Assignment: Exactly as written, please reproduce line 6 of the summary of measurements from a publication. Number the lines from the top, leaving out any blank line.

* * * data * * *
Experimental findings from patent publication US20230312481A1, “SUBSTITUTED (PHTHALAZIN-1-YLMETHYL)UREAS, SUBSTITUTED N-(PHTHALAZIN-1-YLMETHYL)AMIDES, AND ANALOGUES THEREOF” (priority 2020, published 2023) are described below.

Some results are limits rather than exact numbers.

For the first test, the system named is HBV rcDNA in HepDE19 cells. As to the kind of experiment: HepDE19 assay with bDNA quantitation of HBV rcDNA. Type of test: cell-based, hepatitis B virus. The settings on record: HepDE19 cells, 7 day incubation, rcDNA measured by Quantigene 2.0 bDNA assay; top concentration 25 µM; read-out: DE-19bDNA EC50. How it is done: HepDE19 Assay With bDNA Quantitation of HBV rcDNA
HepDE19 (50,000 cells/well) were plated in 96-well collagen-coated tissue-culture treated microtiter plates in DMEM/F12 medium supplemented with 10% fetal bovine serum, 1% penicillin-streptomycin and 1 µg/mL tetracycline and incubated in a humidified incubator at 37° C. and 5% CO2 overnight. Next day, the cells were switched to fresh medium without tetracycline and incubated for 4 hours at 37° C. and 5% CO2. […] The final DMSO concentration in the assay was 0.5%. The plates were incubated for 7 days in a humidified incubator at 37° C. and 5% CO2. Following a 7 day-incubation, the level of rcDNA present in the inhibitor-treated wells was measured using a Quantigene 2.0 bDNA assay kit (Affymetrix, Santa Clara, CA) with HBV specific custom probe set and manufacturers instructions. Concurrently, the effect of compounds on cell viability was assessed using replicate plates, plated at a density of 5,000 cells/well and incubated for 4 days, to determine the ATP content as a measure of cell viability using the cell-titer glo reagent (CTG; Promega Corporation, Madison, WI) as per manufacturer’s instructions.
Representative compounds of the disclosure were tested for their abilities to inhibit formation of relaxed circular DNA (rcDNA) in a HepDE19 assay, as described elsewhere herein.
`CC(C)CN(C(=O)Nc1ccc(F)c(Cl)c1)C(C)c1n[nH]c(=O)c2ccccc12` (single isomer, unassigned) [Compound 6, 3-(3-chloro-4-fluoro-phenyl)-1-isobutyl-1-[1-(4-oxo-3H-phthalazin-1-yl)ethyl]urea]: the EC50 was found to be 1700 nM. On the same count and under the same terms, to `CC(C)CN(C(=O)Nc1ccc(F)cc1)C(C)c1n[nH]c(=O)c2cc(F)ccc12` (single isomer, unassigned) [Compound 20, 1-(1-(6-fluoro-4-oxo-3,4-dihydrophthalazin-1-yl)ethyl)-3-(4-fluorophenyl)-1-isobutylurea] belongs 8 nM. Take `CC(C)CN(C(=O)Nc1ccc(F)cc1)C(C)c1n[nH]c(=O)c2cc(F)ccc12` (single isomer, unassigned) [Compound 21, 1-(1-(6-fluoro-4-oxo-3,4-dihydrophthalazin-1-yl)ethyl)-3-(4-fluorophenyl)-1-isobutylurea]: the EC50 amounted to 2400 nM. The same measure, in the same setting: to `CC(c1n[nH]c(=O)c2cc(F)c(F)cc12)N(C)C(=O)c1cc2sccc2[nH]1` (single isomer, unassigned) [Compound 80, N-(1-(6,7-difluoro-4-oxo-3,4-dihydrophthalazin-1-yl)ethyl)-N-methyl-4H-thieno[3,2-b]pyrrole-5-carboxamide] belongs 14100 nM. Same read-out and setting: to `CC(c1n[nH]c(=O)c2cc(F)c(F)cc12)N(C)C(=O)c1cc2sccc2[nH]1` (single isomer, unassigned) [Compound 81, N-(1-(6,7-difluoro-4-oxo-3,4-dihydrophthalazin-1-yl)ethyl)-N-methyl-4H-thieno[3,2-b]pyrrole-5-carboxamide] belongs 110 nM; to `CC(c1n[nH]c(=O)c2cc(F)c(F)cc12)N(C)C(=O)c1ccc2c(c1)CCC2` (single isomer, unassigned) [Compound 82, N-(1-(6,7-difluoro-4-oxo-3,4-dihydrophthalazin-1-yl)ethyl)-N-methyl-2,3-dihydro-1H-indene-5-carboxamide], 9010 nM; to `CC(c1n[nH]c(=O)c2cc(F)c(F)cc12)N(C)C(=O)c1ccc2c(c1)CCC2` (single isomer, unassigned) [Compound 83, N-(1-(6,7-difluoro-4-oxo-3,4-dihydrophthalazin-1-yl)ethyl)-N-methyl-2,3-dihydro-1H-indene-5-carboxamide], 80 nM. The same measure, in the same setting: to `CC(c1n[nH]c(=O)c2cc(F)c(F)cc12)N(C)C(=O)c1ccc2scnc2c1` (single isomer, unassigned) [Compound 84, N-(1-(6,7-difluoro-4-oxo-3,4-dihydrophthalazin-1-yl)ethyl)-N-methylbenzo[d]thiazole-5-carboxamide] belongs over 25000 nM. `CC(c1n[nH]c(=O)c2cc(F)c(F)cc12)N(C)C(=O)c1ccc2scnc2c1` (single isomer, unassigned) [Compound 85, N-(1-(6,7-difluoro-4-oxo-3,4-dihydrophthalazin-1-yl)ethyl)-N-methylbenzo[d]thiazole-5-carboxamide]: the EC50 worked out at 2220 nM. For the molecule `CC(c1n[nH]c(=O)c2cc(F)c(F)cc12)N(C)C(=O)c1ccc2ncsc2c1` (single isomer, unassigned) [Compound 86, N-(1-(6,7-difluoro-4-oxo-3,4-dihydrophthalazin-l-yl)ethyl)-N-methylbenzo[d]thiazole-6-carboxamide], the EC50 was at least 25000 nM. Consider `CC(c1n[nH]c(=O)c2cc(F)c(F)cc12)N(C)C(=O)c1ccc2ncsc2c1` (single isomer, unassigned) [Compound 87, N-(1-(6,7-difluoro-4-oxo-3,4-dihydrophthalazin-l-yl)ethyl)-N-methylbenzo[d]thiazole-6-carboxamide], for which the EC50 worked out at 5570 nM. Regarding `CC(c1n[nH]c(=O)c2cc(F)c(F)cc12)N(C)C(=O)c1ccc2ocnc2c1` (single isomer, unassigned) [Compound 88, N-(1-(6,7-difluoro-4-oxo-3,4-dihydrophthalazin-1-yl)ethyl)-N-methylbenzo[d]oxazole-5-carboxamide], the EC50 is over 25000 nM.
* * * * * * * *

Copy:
`CC(C)CN(C(=O)Nc1ccc(F)c(Cl)c1)C(C)c1n[nH]c(=O)c2ccccc12` (single isomer, unassigned) [Compound 6, 3-(3-chloro-4-fluoro-phenyl)-1-isobutyl-1-[1-(4-oxo-3H-phthalazin-1-yl)ethyl]urea]: the EC50 was found to be 1700 nM. On the same count and under the same terms, to `CC(C)CN(C(=O)Nc1ccc(F)cc1)C(C)c1n[nH]c(=O)c2cc(F)ccc12` (single isomer, unassigned) [Compound 20, 1-(1-(6-fluoro-4-oxo-3,4-dihydrophthalazin-1-yl)ethyl)-3-(4-fluorophenyl)-1-isobutylurea] belongs 8 nM. Take `CC(C)CN(C(=O)Nc1ccc(F)cc1)C(C)c1n[nH]c(=O)c2cc(F)ccc12` (single isomer, unassigned) [Compound 21, 1-(1-(6-fluoro-4-oxo-3,4-dihydrophthalazin-1-yl)ethyl)-3-(4-fluorophenyl)-1-isobutylurea]: the EC50 amounted to 2400 nM. The same measure, in the same setting: to `CC(c1n[nH]c(=O)c2cc(F)c(F)cc12)N(C)C(=O)c1cc2sccc2[nH]1` (single isomer, unassigned) [Compound 80, N-(1-(6,7-difluoro-4-oxo-3,4-dihydrophthalazin-1-yl)ethyl)-N-methyl-4H-thieno[3,2-b]pyrrole-5-carboxamide] belongs 14100 nM. Same read-out and setting: to `CC(c1n[nH]c(=O)c2cc(F)c(F)cc12)N(C)C(=O)c1cc2sccc2[nH]1` (single isomer, unassigned) [Compound 81, N-(1-(6,7-difluoro-4-oxo-3,4-dihydrophthalazin-1-yl)ethyl)-N-methyl-4H-thieno[3,2-b]pyrrole-5-carboxamide] belongs 110 nM; to `CC(c1n[nH]c(=O)c2cc(F)c(F)cc12)N(C)C(=O)c1ccc2c(c1)CCC2` (single isomer, unassigned) [Compound 82, N-(1-(6,7-difluoro-4-oxo-3,4-dihydrophthalazin-1-yl)ethyl)-N-methyl-2,3-dihydro-1H-indene-5-carboxamide], 9010 nM; to `CC(c1n[nH]c(=O)c2cc(F)c(F)cc12)N(C)C(=O)c1ccc2c(c1)CCC2` (single isomer, unassigned) [Compound 83, N-(1-(6,7-difluoro-4-oxo-3,4-dihydrophthalazin-1-yl)ethyl)-N-methyl-2,3-dihydro-1H-indene-5-carboxamide], 80 nM. The same measure, in the same setting: to `CC(c1n[nH]c(=O)c2cc(F)c(F)cc12)N(C)C(=O)c1ccc2scnc2c1` (single isomer, unassigned) [Compound 84, N-(1-(6,7-difluoro-4-oxo-3,4-dihydrophthalazin-1-yl)ethyl)-N-methylbenzo[d]thiazole-5-carboxamide] belongs over 25000 nM. `CC(c1n[nH]c(=O)c2cc(F)c(F)cc12)N(C)C(=O)c1ccc2scnc2c1` (single isomer, unassigned) [Compound 85, N-(1-(6,7-difluoro-4-oxo-3,4-dihydrophthalazin-1-yl)ethyl)-N-methylbenzo[d]thiazole-5-carboxamide]: the EC50 worked out at 2220 nM. For the molecule `CC(c1n[nH]c(=O)c2cc(F)c(F)cc12)N(C)C(=O)c1ccc2ncsc2c1` (single isomer, unassigned) [Compound 86, N-(1-(6,7-difluoro-4-oxo-3,4-dihydrophthalazin-l-yl)ethyl)-N-methylbenzo[d]thiazole-6-carboxamide], the EC50 was at least 25000 nM. Consider `CC(c1n[nH]c(=O)c2cc(F)c(F)cc12)N(C)C(=O)c1ccc2ncsc2c1` (single isomer, unassigned) [Compound 87, N-(1-(6,7-difluoro-4-oxo-3,4-dihydrophthalazin-l-yl)ethyl)-N-methylbenzo[d]thiazole-6-carboxamide], for which the EC50 worked out at 5570 nM. Regarding `CC(c1n[nH]c(=O)c2cc(F)c(F)cc12)N(C)C(=O)c1ccc2ocnc2c1` (single isomer, unassigned) [Compound 88, N-(1-(6,7-difluoro-4-oxo-3,4-dihydrophthalazin-1-yl)ethyl)-N-methylbenzo[d]oxazole-5-carboxamide], the EC50 is over 25000 nM.